Sunday, 27 March 2022

The Unfortunate Young Nobleman, 1820

The following chapbook came to my attention only because of the similarity of the title to Haywood's Memoirs of an Unfortunate Young Nobleman.* For a happy moment, I thought that this might have been a previously-unknown chapbook reprint of Haywood's Annesley biography, but the full title suggested a different work altogether.

Haywood's work is "A Story founded on Truth," concerning a Nobleman who had Return’d from a Thirteen Years Slavery in America where he had been sent by the Wicked Contrivances of his Cruel Uncle; however, this "tale of sympathy, founded on fact" depicts the unprecedented sufferings of an affectionate husband, and the forlorn state of an amiable mother, and her infant child. So, close, but no cigar.

There appears to be only five copies of The Unfortunate Young Nobleman; a tale of sympathy, founded on fact in institutional collections. These are held at British Library, Oxford University, Victoria and Albert Museum (x2), and UCLA. None of these eminent instutitions identify the source-text, which I quickly discovered after only a little hunting online (since it is discussed by a few critics): Helen Maria Williams (1759–1827), Letters Written in France, 8 vols. (1790–96); primarily, the first volume, which: contain[s] various anecdotes relative to the French revolution; and memoirs of Mons. and Madame du F----.

Like The Unfortunate Young Nobleman, the Letters Written in France tell the story of an unfortunate couple, whose names are dashed out in the form "F----". The "Mons. and Madame" indicated here were Augustin-François Thomas du Fossé (1750–1834) and Monique du Fossé (née Coquerel).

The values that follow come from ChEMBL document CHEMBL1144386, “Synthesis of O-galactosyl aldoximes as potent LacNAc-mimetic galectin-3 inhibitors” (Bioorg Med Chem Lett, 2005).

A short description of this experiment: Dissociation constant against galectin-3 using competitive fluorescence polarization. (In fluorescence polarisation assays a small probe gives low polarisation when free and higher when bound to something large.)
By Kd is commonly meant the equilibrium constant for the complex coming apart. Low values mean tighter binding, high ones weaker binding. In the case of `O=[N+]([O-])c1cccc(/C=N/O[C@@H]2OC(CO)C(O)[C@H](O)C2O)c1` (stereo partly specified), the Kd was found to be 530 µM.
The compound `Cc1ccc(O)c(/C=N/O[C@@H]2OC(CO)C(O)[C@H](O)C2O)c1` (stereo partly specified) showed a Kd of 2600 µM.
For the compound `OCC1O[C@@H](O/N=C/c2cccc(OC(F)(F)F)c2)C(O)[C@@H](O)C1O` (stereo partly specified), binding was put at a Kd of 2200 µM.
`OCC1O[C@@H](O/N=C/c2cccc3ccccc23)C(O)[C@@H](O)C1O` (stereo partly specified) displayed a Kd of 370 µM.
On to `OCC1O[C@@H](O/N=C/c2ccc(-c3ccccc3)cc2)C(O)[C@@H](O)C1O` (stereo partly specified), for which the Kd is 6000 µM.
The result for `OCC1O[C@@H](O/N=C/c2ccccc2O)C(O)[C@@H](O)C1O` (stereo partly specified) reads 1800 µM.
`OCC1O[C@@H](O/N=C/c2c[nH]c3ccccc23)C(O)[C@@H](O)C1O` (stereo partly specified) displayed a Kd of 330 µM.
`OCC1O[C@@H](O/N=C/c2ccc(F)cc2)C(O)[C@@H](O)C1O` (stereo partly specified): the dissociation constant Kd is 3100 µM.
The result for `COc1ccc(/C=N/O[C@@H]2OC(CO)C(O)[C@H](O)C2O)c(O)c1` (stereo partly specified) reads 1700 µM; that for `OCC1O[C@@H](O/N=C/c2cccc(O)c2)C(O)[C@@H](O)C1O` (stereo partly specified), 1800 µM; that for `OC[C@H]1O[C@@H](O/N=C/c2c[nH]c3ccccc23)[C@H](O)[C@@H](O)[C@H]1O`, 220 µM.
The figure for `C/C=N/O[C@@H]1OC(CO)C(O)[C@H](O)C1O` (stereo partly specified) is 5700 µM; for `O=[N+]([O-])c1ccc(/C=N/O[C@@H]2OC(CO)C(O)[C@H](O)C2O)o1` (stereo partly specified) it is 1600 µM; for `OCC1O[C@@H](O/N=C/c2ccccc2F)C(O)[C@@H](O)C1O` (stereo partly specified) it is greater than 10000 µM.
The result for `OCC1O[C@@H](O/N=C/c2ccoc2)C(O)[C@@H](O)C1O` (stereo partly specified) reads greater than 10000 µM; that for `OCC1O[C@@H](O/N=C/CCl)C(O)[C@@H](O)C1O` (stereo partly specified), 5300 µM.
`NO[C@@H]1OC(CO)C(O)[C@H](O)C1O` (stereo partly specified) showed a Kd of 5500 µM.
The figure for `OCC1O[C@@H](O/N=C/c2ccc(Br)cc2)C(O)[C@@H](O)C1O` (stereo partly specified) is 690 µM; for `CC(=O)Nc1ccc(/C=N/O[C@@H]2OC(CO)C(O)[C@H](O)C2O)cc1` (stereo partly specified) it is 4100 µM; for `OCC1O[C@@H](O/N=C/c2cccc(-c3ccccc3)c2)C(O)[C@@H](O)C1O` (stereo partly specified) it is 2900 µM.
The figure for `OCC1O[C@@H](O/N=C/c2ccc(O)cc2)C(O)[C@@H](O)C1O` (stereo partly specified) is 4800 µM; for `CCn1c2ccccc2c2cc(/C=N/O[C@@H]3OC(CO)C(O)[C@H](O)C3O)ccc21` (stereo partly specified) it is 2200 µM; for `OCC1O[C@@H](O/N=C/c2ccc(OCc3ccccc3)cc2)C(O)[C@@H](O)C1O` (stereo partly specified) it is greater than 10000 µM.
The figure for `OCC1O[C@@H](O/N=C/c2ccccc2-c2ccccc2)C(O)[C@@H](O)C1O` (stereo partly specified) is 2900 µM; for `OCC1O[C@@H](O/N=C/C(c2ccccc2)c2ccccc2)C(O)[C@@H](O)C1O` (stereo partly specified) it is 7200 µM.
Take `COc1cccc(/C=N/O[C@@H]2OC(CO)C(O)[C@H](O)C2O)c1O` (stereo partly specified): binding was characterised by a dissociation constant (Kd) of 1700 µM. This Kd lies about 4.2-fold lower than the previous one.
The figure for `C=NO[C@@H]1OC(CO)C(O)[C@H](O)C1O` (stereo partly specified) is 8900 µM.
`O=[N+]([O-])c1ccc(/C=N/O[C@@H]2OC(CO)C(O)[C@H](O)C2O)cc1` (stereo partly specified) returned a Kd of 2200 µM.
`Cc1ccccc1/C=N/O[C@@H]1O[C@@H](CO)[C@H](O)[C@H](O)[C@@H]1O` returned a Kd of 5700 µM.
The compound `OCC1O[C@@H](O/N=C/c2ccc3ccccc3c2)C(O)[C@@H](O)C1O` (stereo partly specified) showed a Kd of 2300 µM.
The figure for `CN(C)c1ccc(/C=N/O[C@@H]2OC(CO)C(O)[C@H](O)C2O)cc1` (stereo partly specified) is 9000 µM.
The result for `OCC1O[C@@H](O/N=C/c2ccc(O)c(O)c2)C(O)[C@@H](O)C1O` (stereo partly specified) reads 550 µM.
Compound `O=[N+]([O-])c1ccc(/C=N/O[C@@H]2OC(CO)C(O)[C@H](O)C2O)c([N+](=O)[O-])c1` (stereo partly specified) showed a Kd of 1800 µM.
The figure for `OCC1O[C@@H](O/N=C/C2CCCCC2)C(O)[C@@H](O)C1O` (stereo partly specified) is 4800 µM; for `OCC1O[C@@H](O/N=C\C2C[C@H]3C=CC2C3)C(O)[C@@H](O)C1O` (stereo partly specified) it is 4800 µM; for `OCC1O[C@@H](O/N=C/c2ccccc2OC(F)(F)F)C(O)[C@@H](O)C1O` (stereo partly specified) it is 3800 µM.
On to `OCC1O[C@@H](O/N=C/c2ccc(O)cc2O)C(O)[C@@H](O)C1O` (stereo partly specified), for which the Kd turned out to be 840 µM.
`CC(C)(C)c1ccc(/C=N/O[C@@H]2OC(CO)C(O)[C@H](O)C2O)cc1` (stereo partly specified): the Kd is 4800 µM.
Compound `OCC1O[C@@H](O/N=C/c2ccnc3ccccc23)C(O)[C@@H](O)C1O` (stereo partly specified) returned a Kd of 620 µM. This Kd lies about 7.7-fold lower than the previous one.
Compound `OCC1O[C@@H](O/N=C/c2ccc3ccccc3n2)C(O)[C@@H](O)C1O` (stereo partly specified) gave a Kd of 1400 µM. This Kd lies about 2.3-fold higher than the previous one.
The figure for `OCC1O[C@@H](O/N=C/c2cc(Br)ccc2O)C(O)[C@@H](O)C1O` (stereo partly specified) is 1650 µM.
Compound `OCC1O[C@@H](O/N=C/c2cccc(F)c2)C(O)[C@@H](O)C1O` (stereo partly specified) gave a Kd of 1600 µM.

As the 18th Century Online Encyclopedia explains.

Throughout 1789 Williams befriended Monique Coquerel, a French woman exiled to London—the young wife of Augustin du Fossé, son of the Baron du Fossé who disapproved of Coquerel’s humble birth. Following the Baron’s death, his young son refused his title and thus embraced the basic tenets of the French Revolution. As an act of friendship, du Fossé invited Williams to France for the summer of 1790. Williams wrote copious letters describing her observations. These letters were later made public under the title of Letters Written in France in the Summer of 1790. This manuscript was but the first of eight volumes of letters devoted to Williams' observations of the events in France during and following the Revolution. The letters—Williams most popular work—are now known simply as Letters from France. For Williams, the persecution of the Fossés stood for the abuses associated with the ancien régime, and the Fossé’s ability to live in peace under the post-Revolutionary government demonstrated the freedoms associated with the Revolution.

The story of Mons. and Madame du Fossé was described as a "charming little nouvelle" by the Critical Review (in January 1791: here), so it is not surprising that it should have been the focus of at least two separate publications, the present chapbook, plus an earlier one: Memoirs of Mons. and Madame du F. In a Series of Letters, by Helen Maria Williams. Extracted from her Letters of the French Revolution (Boston, 1794)—a copy of which is available from James Cummins for USD850 here.